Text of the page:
The exhibits were full of information; many were interactive, and you could even climb in some of the static displays. The outdoor area was just like walking among the aircraft as if they were still in commission. You could get up close, even touch them, and feel dwarfed by their immense sizes.

The Not So Hidden Secret of the Aircraft Boneyard

Jim’s first job in the Air Force was maintaining the B-52D, maybe even this one right here!

It was easy to spend quite a few hours there, so we took advantage of the museum café and had some great burgers. We also couldn’t stop ourselves from buying a few souvenirs at the shop. If you plan to be in Tucson, not only do we highly recommend the Pima Space & Air Museum, but while you are there sign up for the bus tour of the Boneyard. You’ll love it.

The Not So Hidden Secret of the Aircraft BoneYard

Practical Information:

  • Take exit 267, Valencia Rd, off I-10 and follow the brown signs to Pima Air and Space Museum.
  • Sign up for the boneyard tour immediately after arrival, as seats are first come first served.
  • Plan on 4 to 5 hours for your visit. This includes time to explore the hangars and grounds of the museum and the 1.5 hour long boneyard tour.
  • Be mindful of the weather. In winter dress in layers including a light jacket. In summer, dress for the heat, wear a hat, and sunscreen. Wear comfortable shoes, you will be doing lots of walking.
  • Plan your museum visit carefully, alternating between indoors and outdoors exhibits.
  • The Flight Grill, located in the museum, is an excellent option for lunch or an early afternoon dinner.
  • The Pima Air & Space Museum website has all the information you need.

Have you been to the Aircraft Boneyard or the Pima Air & Space Museum?

Save it for later!

Want to visit the largest aircraft boneyard in the world? Click here to find out more. Want to visit the largest aircraft boneyard in the world? Click here to find out more.

18 Comments

  1. I’m also a plane fanatic and when I was a bit younger I’d hang out at a park right next to the airport in Montreal to watch the planes coming in for a landing. I’m still crazy about planes and would love getting this tour (although being stuck in the bus kind of sucks).
    We were recently in Belgrade where they had a really interesting plane museum featuring mostly military planes and helicopters.
    Nice post.
    Frank (bbqboy)

  2. I have never been here but I once tried. Hubby had a vague knowledge of this place and though he saw it from the highway. Unfortunately, it wasn’t the right place. Some of those planes (like the F-15s) look very modern so I’m surprised they are here.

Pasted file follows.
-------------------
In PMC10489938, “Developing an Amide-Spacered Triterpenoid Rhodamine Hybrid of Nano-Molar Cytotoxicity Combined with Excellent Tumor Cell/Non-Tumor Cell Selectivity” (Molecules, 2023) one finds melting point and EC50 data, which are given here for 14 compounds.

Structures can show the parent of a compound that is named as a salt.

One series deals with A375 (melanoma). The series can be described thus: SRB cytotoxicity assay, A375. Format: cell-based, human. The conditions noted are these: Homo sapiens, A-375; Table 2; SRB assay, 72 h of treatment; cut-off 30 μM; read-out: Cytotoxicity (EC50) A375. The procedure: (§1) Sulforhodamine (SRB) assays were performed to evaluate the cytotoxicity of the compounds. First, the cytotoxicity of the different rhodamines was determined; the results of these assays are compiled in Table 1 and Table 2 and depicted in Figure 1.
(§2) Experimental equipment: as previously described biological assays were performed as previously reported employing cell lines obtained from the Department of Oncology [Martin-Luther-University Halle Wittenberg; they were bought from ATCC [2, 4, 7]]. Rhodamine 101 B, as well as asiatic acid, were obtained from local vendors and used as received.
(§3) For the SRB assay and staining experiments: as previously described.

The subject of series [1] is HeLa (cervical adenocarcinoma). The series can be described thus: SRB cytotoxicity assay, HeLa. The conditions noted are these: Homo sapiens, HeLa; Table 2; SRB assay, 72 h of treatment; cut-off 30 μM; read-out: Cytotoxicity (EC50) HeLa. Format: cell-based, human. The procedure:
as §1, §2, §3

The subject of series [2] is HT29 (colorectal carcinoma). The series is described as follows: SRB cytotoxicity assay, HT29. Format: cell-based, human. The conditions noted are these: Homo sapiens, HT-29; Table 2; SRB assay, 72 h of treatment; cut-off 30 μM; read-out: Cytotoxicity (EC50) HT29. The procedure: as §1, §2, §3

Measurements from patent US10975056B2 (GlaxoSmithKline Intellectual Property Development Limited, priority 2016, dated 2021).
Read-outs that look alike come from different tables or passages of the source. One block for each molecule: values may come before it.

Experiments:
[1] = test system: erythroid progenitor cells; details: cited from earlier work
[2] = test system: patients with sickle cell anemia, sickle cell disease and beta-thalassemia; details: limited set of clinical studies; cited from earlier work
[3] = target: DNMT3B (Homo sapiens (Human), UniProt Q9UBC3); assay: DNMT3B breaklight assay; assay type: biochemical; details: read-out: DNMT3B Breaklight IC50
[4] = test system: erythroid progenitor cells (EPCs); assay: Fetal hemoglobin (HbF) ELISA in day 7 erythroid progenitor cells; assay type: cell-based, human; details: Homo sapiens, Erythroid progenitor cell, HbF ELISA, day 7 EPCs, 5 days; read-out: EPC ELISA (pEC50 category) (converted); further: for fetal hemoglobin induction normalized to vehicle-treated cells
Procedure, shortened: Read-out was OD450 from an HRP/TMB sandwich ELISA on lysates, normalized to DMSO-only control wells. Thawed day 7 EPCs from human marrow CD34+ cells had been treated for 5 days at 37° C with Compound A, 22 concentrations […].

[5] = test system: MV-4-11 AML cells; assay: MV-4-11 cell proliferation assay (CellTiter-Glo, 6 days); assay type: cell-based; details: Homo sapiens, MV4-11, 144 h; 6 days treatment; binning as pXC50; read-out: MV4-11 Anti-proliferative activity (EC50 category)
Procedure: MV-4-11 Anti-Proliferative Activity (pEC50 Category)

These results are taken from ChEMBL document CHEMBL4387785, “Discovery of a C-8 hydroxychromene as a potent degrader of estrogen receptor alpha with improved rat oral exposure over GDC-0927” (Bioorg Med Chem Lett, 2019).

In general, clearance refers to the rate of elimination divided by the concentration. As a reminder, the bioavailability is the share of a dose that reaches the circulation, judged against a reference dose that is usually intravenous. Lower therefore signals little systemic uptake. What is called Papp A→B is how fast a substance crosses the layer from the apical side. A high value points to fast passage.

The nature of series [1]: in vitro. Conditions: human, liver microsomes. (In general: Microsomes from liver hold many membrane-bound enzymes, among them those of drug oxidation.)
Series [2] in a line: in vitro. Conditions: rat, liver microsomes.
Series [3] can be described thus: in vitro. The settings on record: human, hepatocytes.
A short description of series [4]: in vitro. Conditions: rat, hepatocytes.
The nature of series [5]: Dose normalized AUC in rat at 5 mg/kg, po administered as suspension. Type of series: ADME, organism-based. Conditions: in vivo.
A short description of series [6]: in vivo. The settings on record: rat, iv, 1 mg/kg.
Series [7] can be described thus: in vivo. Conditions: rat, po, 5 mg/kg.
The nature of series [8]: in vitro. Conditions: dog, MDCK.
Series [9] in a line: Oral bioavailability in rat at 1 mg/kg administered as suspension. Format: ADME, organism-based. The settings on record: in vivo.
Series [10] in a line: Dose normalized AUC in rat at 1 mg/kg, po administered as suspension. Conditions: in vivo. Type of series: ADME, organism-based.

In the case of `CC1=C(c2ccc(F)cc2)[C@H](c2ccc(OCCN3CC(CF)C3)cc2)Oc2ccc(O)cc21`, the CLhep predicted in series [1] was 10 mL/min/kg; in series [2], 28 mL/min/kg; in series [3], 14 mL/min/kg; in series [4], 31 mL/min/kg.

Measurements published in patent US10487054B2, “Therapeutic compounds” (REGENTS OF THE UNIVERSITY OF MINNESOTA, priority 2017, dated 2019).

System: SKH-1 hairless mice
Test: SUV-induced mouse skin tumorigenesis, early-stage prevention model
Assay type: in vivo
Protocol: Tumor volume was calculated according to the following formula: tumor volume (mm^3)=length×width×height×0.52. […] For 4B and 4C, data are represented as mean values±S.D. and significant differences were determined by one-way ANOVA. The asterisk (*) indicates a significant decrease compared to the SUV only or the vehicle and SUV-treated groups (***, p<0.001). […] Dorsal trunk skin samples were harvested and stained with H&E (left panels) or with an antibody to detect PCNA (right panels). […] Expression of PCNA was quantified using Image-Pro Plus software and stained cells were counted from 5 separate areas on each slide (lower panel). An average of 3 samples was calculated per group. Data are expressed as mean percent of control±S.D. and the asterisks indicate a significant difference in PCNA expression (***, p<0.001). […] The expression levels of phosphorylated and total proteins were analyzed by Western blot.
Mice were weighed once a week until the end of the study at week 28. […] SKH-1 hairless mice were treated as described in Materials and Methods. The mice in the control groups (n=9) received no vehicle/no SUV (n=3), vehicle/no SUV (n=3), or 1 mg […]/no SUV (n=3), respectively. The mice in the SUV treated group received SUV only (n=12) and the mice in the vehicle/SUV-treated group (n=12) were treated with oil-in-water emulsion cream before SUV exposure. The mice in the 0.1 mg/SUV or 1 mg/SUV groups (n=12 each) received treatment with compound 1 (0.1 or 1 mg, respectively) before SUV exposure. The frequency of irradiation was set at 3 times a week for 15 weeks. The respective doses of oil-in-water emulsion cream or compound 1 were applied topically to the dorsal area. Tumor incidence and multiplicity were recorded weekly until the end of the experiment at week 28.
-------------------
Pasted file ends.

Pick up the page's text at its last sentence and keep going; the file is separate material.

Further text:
3. This is a cool place I had to skip (sadly) when I visited Tucson. My husband likes planes too (we have visited airplane related museums like the one in Palm Springs) and said he would like to take flying lessons (I am not sure I will ride with him).

  4. I’ve never been here and I’ve visited a lot of airplane museums/collections. I like all of the outdoor space for the boneyard. I feel like few flight museums allow you such great access to crafts.

  5. As a certified plane nut, I would have been over the moon. I had no idea they run tours. Must venture out that way on a solo trip. My wife would roll her eyes at the notion.

    But your post is the next best thing. Fascinating photos!

  6. the military service also goes back generations in my family, and my hubby’s, so it’s safe to say, I love this.
    Also, I’ve seen plenty of aerial photos of this place but never on the ground. Very cool.

  7. As a certified plane nut, this is my padded cell right here! I’ll aim to be admitted next time I’m in Arizona – though that could be a while, given the fact that the SA government is now being run by a circus.

    I’ve visited Seattle’s Museum of Flight and of course the Smithsonian’s amazing establishments, and the thought of five hangars full of historic old planes is exciting.

    RAF Duxford near Cambridge is another place that has an awesome collection, including a hangar full of American aircraft that, like Pima, may be touched and photographed intimately.